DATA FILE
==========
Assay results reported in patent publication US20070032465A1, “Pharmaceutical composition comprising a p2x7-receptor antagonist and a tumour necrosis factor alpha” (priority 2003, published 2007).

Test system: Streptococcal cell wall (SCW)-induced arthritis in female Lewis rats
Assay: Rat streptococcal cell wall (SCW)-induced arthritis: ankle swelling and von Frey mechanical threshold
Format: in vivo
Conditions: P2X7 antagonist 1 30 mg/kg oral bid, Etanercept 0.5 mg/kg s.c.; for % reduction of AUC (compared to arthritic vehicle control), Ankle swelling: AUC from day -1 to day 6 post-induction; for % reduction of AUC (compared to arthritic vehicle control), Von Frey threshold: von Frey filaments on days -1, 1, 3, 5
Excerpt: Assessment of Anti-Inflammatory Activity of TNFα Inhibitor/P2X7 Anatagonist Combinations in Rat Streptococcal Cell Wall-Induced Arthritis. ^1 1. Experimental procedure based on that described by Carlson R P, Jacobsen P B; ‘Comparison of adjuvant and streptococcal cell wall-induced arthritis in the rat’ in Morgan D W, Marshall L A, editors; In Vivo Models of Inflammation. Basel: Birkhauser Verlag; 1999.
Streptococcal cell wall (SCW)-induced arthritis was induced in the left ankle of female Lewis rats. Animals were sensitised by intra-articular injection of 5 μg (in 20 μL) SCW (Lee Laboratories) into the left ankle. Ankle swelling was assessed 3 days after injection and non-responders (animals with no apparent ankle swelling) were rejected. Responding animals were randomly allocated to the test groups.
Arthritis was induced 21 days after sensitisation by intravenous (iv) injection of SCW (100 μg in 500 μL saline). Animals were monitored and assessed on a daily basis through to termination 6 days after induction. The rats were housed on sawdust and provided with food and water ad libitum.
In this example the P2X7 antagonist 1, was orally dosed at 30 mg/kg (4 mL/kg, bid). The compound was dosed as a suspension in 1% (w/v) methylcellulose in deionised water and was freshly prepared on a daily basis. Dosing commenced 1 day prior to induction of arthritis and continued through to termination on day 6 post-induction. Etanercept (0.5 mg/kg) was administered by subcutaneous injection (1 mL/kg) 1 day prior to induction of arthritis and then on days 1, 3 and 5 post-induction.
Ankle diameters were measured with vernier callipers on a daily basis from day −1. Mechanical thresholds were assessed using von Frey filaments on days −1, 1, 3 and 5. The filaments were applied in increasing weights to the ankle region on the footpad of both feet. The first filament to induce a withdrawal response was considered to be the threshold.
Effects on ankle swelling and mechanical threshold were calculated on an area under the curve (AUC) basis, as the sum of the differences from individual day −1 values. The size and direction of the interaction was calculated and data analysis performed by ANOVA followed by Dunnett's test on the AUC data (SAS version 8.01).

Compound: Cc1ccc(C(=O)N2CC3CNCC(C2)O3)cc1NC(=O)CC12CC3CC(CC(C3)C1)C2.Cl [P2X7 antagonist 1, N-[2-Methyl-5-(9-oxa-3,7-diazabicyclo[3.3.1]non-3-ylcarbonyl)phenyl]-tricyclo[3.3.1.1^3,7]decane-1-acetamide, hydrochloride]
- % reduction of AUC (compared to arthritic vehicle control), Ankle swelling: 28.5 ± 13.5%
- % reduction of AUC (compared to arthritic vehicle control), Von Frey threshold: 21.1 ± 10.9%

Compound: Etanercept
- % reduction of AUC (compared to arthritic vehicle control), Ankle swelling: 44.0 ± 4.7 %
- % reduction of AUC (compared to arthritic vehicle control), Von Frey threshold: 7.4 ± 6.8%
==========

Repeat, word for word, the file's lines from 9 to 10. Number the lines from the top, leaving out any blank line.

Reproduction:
In this example the P2X7 antagonist 1, was orally dosed at 30 mg/kg (4 mL/kg, bid). The compound was dosed as a suspension in 1% (w/v) methylcellulose in deionised water and was freshly prepared on a daily basis. Dosing commenced 1 day prior to induction of arthritis and continued through to termination on day 6 post-induction. Etanercept (0.5 mg/kg) was administered by subcutaneous injection (1 mL/kg) 1 day prior to induction of arthritis and then on days 1, 3 and 5 post-induction.
Ankle diameters were measured with vernier callipers on a daily basis from day −1. Mechanical thresholds were assessed using von Frey filaments on days −1, 1, 3 and 5. The filaments were applied in increasing weights to the ankle region on the footpad of both feet. The first filament to induce a withdrawal response was considered to be the threshold.